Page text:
Donald Trump Ignores Chinese Threats – Re-Establishes Ties with Taiwan

Donald Trump Ignores Chinese Threats – Re-Establishes Ties with Taiwan

President-elect Donald Trump took a congratulatory call from Taiwanese President Tsai Ing-wen on Friday, that sent mainstream media and the Obama administration into a tizzy for breaking decades of a US president not speaking with a Taiwanese state leader in the face of Chinese threats.

Trump tweeted out about the call on Friday.

Trump’s transition team said Friday that the President-elect had chatted with Tsai, who passed along her congratulations, CNN reported.

“During the discussion, they noted the close economic, political, and security ties (existing) between Taiwan and the United States. President-elect Trump also congratulated President Tsai on becoming President of Taiwan earlier this year.”

Chinese Foreign Minister Wang Yi referred to the call as a “small trick by Taiwan,” didn’t think it would affect the foreign policy of the US to China, Freedom Outpost reported.

“This is but a petty action created by Taiwan. It can never change the ‘one China’ reality that has formed in international society,” Wi said. “The ‘one China’ principle is the cornerstone of a healthy Sino-U.S. relationship. We do not want this political foundation to be affected or destroyed by anything.”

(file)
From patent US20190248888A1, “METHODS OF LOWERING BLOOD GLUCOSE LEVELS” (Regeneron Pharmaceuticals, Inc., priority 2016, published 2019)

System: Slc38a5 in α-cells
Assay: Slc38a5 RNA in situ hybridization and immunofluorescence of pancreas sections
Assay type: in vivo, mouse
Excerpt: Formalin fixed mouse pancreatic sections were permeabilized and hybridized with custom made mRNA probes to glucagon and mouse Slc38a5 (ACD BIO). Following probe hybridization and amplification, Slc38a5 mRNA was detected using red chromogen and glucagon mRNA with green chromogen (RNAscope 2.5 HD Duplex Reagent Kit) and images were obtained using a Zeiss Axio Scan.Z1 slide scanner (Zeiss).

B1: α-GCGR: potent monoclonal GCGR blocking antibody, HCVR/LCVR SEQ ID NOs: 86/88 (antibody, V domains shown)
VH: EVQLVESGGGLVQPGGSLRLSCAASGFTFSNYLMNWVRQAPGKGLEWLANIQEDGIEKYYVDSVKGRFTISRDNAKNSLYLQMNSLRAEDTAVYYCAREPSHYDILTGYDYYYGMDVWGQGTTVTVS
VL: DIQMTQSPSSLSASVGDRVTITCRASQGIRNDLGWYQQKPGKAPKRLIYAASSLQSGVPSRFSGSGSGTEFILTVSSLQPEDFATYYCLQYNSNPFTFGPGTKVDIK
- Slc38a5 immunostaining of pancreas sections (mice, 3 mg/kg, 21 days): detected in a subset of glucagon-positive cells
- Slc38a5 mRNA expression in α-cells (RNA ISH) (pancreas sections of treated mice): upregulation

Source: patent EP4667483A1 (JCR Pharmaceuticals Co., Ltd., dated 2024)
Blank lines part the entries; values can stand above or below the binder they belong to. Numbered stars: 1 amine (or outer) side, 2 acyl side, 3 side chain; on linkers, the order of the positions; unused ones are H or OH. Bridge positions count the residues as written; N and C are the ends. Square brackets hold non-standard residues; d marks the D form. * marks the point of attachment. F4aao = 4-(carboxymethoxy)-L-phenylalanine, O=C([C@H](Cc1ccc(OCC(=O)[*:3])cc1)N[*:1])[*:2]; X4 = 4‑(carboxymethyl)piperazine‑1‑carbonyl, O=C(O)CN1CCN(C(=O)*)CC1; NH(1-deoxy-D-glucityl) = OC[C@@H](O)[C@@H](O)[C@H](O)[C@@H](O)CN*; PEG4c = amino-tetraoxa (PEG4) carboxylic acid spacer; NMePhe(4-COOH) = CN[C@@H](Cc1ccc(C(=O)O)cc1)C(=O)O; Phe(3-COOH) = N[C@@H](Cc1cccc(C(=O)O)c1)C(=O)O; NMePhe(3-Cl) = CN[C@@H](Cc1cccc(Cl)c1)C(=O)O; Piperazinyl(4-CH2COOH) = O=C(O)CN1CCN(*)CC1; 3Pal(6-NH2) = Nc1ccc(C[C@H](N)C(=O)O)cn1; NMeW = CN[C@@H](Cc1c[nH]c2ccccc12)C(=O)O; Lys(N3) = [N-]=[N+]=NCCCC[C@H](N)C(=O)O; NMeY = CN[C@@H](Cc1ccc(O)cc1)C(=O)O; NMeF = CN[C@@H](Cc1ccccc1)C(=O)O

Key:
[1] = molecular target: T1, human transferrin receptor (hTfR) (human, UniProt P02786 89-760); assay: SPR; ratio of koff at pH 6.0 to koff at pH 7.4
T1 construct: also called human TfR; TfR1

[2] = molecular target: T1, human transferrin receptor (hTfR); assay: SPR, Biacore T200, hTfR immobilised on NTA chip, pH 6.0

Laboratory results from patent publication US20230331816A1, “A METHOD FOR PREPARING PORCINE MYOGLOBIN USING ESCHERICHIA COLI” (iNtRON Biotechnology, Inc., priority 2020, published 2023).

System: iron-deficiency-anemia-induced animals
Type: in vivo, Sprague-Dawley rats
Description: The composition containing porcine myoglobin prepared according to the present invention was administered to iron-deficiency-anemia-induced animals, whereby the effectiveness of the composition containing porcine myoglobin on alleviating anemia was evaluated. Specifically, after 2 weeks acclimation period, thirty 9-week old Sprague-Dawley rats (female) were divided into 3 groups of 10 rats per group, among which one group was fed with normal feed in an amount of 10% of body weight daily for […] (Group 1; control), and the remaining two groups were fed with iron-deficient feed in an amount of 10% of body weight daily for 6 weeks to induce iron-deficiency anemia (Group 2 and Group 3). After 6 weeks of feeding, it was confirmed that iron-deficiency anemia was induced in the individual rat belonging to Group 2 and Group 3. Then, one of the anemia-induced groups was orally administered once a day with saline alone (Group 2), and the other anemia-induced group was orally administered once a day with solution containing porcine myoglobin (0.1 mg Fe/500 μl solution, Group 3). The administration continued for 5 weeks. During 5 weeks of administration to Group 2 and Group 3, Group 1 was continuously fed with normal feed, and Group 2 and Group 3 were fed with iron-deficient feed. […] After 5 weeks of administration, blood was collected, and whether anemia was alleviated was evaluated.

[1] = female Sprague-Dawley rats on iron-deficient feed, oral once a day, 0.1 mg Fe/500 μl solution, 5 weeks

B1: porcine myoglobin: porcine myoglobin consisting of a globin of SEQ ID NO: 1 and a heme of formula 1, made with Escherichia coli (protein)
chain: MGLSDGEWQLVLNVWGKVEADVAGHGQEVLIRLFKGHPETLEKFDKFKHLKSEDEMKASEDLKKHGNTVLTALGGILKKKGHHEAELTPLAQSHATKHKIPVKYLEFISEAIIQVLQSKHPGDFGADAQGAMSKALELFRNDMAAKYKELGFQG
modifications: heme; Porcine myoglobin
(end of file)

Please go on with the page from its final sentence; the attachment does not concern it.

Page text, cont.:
“We have noticed relevant reports and lodged solemn representation with the relevant side in the United States,” said a statement Saturday from China’s Foreign Ministry spokesman Geng Shuang. “I must point out that there is only one China in the world and Taiwan is an inseparable part of the Chinese territory … The ‘one China’ principle is the political foundation of China-US relations.

“We urge the relevant side in the US to adhere to the ‘one China’ policy, abide by the pledges in the three joint China-US communiques, and handle issues related to Taiwan carefully and properly to avoid causing unnecessary interference to the overall China-U.S. relationship.”

Fox News reported:

The conversation Friday between Taiwanese President Tsai Ing-wen and Trump, a first-time elected official with no official foreign policy experience, indeed broke with decades-long diplomatic tradition.

Washington has pursued a so-called “one China” policy since 1979, when it shifted diplomatic recognition of China from the government in Taiwan to the communist government on the mainland.

Under that policy, the United States recognizes Beijing as representing China but retains unofficial ties with Taiwan.

Trump offered no apologies for the call indicating that this is another major sign that he has vowed to improve US relations with the rest of the world.

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